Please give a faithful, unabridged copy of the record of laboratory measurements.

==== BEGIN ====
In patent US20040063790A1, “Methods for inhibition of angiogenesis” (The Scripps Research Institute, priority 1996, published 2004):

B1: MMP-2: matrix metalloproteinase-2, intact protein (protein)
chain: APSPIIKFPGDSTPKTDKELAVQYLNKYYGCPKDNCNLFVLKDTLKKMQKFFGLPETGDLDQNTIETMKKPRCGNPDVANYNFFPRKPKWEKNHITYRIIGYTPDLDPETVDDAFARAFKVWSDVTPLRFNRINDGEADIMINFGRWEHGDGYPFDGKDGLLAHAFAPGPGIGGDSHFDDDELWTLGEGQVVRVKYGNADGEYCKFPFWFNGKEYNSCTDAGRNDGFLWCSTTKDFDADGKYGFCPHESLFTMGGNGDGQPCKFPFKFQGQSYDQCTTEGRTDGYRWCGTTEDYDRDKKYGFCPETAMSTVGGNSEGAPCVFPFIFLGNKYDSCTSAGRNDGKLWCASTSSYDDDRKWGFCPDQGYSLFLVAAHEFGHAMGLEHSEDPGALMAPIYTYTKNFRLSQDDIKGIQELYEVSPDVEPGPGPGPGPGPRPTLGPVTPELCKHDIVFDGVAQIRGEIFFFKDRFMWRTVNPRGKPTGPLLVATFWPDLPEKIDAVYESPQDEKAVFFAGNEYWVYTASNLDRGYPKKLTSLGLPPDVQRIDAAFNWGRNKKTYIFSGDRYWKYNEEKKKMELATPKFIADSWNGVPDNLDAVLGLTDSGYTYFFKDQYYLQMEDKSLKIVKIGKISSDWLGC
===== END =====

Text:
In patent US20040063790A1, “Methods for inhibition of angiogenesis” (The Scripps Research Institute, priority 1996, published 2004):

B1: MMP-2: matrix metalloproteinase-2, intact protein (protein)
chain: APSPIIKFPGDSTPKTDKELAVQYLNKYYGCPKDNCNLFVLKDTLKKMQKFFGLPETGDLDQNTIETMKKPRCGNPDVANYNFFPRKPKWEKNHITYRIIGYTPDLDPETVDDAFARAFKVWSDVTPLRFNRINDGEADIMINFGRWEHGDGYPFDGKDGLLAHAFAPGPGIGGDSHFDDDELWTLGEGQVVRVKYGNADGEYCKFPFWFNGKEYNSCTDAGRNDGFLWCSTTKDFDADGKYGFCPHESLFTMGGNGDGQPCKFPFKFQGQSYDQCTTEGRTDGYRWCGTTEDYDRDKKYGFCPETAMSTVGGNSEGAPCVFPFIFLGNKYDSCTSAGRNDGKLWCASTSSYDDDRKWGFCPDQGYSLFLVAAHEFGHAMGLEHSEDPGALMAPIYTYTKNFRLSQDDIKGIQELYEVSPDVEPGPGPGPGPGPRPTLGPVTPELCKHDIVFDGVAQIRGEIFFFKDRFMWRTVNPRGKPTGPLLVATFWPDLPEKIDAVYESPQDEKAVFFAGNEYWVYTASNLDRGYPKKLTSLGLPPDVQRIDAAFNWGRNKKTYIFSGDRYWKYNEEKKKMELATPKFIADSWNGVPDNLDAVLGLTDSGYTYFFKDQYYLQMEDKSLKIVKIGKISSDWLGC